Infant Mortality Rate in US Drops Again

(Image credit: Yuri Arcurs | Dreamstime)

The infant mortality rate in the United States declined again in recent years after reaching a plateau in the early part of this century, according to a new government report.

In 2011, there were 6.05 infant deaths per 1,000 live births, down from 6.87 deaths per 1,000 live births in 2005, according to the report from the Centers for Disease Control and Prevention. The biggest drop was seen in the mortality rate of infants born to black women.

The infant mortality declined significantly throughout the 20th century, but then plateaued between 2000 and 2005, according to the report.  

The recent decline was most rapid in states in the South. However, states in the South had the highest infant mortality rates in 2010. Four states (Georgia, Louisiana, North Carolina and South Carolina) along with Washington, D.C., saw their infant mortality rates drop by more than 20 percent between 2005 and 2010.

Five causes of death accounted for 56 percent of all infant deaths in 2011: congenital malformations, premature birth, sudden infant death syndrome, maternal complications and unintentional injuries. Between 2005 and 2011, there were declines in the death rates from all of these causes except unintentional injuries.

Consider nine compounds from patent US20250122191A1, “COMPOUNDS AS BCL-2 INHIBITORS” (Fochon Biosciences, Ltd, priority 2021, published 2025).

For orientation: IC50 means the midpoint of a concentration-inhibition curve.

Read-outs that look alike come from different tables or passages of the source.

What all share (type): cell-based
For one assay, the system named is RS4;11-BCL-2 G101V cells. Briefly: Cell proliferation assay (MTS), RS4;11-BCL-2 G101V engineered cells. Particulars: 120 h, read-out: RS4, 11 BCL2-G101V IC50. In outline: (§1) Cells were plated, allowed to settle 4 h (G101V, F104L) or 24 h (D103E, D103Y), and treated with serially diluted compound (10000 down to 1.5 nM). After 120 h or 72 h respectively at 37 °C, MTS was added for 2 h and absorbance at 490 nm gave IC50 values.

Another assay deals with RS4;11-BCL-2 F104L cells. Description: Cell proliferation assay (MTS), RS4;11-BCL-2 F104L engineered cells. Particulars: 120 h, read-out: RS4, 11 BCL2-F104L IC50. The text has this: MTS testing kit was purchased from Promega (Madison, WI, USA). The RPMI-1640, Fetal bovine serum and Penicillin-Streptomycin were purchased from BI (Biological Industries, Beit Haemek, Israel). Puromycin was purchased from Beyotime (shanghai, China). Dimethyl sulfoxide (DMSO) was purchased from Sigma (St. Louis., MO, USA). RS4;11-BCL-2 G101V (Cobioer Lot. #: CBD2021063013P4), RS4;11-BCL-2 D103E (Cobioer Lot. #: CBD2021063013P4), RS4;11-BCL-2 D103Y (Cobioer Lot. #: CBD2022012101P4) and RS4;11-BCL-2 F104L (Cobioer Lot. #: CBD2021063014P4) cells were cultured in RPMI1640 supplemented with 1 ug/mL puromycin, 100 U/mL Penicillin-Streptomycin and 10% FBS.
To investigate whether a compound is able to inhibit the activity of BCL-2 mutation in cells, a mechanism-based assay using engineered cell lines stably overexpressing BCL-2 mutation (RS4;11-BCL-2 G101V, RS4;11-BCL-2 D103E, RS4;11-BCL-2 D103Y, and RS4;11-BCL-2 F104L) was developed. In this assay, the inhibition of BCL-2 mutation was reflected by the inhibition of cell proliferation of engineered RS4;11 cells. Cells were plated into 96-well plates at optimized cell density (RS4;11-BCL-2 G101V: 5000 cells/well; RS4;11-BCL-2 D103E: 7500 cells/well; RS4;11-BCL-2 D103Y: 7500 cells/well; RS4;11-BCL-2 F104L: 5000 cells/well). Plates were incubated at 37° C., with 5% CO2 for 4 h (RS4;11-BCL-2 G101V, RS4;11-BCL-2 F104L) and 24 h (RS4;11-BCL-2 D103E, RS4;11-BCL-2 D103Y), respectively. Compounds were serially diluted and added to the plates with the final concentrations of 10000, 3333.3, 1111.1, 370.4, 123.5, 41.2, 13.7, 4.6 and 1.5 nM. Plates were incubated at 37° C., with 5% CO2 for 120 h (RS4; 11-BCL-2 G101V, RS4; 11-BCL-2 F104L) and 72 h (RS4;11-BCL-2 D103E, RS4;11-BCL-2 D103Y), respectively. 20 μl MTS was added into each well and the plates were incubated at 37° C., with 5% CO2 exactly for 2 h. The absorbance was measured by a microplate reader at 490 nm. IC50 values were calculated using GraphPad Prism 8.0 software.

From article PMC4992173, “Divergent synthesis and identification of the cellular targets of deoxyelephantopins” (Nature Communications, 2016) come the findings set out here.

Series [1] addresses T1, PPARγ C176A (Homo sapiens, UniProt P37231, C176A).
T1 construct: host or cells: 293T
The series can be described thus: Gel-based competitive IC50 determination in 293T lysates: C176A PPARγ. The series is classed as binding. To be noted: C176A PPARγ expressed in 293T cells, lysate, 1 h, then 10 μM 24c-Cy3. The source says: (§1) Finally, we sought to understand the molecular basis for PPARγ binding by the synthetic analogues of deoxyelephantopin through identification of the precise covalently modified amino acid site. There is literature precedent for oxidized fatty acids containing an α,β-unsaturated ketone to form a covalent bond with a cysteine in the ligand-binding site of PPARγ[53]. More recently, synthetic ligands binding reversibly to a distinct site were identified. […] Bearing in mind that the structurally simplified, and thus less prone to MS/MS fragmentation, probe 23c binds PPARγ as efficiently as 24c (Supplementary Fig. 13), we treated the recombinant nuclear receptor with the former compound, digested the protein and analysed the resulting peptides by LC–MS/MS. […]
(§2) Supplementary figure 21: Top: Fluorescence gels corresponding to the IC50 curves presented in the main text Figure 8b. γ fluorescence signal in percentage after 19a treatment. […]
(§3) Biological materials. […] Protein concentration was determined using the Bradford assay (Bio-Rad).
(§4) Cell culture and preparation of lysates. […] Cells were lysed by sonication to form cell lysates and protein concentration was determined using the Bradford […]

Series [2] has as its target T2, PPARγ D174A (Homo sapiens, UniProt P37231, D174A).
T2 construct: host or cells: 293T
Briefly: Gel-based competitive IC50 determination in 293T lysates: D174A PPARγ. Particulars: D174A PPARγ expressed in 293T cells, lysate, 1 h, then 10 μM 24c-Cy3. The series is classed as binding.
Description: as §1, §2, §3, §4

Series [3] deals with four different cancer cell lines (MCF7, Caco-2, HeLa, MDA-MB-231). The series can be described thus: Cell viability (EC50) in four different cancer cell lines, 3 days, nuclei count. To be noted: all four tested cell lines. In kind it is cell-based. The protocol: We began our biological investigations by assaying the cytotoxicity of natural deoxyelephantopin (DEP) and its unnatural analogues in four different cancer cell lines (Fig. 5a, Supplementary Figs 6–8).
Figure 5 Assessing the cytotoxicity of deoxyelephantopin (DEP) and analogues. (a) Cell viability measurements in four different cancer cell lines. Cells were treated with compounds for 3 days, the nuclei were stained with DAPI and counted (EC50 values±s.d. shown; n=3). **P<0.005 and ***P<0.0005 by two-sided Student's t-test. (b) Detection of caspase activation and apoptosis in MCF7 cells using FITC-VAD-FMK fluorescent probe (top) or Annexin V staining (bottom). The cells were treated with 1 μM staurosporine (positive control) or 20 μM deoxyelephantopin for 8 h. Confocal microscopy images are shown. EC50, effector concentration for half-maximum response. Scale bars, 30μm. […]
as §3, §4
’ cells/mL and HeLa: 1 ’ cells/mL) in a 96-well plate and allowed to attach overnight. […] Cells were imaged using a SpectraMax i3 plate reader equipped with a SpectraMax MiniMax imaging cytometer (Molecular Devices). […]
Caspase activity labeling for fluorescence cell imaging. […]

No states saw an increase in the infant mortality rate over the study period.

Data gathered to date on infant mortality in 2012 suggest that the downward trend continued, the report said.

Pass it on: The infant mortality rate in the United States has declined again in recent years.

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Karen Rowan
Health Editor
Karen came to LiveScience in 2010, after writing for Discover and Popular Mechanics magazines, and working as a correspondent for the Journal of the National Cancer Institute. She holds an M.S. degree in science and medical journalism from Boston University, as well as an M.S. in cellular biology from Northeastern Illinois University. Prior to becoming a journalist, Karen taught science at Adlai E. Stevenson High School, in Lincolnshire, Ill. for eight years.